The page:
Die Electric: Push Pull

Die Electric
Push Pull
Heart of a Champion

I wish Die Electric had been around in 1986. They'd have been perfect for the best party I ever puked at, a Tuesday-night house party in south Minneapolis. Jesse from Fame was there with a girl wearing a boa constrictor and everyone was drunk in their honor, especially me.

Hardly the affair's only hurler, I was forced to distinguish myself by falling three times--the last, directly into the porcelain deity (a highly uncommon vertical drop--don't ask how) while I was worshipping at it for the umpteenth time. Neither the career-defining hangover I had the next day nor the bruises I wore for a week or so after bothered me; that was all part of throwing, er, growing up. The hostess's musical selections--Skinny Puppy, Front 242, and the like--haunt me to this very day. I'm not anti-industrial in the slightest, but none of it seemed at all apropos for such a robust bacchanal.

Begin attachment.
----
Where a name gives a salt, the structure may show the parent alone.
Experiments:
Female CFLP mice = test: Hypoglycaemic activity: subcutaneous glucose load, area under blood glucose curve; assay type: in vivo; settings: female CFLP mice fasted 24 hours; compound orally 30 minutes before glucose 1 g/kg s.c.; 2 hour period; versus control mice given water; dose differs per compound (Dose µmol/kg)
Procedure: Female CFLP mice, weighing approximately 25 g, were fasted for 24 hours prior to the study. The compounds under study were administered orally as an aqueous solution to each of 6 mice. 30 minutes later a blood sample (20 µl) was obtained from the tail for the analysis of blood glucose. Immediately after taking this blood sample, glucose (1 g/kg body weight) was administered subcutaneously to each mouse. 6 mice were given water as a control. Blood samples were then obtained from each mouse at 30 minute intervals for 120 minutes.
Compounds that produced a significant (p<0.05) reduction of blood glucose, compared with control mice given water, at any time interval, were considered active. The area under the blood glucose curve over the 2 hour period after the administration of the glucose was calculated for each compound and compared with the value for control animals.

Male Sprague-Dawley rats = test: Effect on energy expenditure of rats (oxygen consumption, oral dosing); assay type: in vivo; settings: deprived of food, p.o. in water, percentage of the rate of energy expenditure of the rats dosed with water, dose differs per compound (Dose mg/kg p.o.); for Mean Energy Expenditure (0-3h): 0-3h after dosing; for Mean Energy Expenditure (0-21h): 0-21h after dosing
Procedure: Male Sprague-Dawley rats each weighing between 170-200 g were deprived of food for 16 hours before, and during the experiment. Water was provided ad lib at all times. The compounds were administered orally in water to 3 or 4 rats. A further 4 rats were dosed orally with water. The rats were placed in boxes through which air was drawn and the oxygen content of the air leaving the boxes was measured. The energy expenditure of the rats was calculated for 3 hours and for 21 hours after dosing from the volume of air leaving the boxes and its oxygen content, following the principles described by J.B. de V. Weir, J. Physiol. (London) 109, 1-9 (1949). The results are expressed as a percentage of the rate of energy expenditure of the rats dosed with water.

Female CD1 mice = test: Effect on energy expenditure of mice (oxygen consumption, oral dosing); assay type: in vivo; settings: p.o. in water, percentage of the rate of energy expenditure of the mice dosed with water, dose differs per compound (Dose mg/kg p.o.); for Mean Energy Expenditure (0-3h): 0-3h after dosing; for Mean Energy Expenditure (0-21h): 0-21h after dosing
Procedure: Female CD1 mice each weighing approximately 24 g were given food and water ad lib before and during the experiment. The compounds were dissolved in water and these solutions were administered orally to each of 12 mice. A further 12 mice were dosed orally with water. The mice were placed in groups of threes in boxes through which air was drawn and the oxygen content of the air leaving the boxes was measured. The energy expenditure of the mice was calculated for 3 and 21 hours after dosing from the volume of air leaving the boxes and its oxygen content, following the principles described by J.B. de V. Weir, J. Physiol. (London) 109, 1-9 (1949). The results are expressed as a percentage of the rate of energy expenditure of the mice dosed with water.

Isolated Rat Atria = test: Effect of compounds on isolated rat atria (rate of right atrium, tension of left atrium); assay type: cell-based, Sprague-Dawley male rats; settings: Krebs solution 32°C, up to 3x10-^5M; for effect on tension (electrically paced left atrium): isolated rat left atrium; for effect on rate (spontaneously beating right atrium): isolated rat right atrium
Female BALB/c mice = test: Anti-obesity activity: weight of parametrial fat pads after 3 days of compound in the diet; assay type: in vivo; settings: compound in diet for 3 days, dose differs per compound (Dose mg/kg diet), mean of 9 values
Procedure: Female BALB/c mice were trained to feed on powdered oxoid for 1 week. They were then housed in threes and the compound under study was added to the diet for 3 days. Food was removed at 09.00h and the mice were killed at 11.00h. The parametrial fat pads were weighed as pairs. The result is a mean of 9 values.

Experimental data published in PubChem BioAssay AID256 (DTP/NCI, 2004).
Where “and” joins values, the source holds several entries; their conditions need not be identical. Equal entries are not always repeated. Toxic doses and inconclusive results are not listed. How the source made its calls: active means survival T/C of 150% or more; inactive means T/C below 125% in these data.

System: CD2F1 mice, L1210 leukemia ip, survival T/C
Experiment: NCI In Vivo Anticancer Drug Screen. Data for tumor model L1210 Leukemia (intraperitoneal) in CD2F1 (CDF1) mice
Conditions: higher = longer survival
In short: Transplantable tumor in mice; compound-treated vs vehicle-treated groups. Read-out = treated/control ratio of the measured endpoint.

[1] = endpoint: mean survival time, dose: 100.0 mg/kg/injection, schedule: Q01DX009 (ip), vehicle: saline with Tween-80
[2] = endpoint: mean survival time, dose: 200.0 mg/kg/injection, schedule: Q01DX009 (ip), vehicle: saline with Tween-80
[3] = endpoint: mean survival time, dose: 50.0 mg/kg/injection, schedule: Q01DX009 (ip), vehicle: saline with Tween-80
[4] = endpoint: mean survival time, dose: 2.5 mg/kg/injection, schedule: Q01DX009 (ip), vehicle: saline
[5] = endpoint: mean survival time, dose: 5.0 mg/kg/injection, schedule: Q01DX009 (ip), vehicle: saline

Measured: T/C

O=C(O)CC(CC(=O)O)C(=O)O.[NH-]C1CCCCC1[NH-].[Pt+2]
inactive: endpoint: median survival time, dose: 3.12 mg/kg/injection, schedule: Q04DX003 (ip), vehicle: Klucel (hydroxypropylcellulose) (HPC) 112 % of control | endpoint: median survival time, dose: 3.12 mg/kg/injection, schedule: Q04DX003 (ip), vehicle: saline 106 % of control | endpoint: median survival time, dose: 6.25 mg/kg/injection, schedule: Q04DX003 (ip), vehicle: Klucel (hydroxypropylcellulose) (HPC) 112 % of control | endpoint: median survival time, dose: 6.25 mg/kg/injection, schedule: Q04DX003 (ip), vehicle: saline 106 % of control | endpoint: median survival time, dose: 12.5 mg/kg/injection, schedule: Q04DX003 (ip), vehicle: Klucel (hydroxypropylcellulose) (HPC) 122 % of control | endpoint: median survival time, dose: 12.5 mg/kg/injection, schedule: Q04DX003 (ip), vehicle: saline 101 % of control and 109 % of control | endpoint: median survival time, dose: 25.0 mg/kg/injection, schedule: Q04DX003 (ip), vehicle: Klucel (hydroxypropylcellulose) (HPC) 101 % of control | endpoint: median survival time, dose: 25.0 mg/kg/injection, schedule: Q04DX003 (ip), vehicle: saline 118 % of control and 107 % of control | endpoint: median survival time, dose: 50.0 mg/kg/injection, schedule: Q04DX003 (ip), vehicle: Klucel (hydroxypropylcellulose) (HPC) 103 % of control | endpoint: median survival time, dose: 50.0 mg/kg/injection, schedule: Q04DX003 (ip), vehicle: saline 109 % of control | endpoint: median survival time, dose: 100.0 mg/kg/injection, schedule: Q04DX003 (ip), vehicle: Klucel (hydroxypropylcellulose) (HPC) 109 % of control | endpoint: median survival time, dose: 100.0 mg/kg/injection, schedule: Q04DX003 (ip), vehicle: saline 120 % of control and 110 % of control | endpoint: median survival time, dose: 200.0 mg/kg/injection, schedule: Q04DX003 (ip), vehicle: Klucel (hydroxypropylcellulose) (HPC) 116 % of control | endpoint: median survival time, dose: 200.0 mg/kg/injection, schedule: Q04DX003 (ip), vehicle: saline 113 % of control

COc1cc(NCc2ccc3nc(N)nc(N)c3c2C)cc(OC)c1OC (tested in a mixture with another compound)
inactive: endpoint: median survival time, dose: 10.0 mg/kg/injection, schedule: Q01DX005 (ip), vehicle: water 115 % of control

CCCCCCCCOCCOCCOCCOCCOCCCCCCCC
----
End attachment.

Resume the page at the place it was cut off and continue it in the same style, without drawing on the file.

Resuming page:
It's in the latter department where the talents of Brian Shuey, Dave Gardner, and Misha Dashevsky would have been mightily welcome. Die Electric play classic house-party punk, perfect for imbibing with intent and all that follows. A person who wasn't too drunk could even fuck to it. Not that you're likely to catch them at anybody's basement kegger (unless you know someone with an awfully big basement); they've got far too many shows under their collective belt to pay that particular set of dues again. Guitarist Shuey hails from International Robot; Dashevsky used to play drums for American Monster; as a Selby Tiger, bassist Gardner turned his rock odometer over at least thrice.

None of that experience is wasted on Push Pull, the trio's debut EP. Gardner growls, Shuey yelps, and they take turns doing both on "You Tear Me Up." As on the rest of the disc, the song flows in the reliably utilitarian stream first fed by the Stooges and New York Dolls. Granted, these young dogs don't show off much in the way of new tricks. But when you're woofing up the right tree--as they are--that's not necessary.

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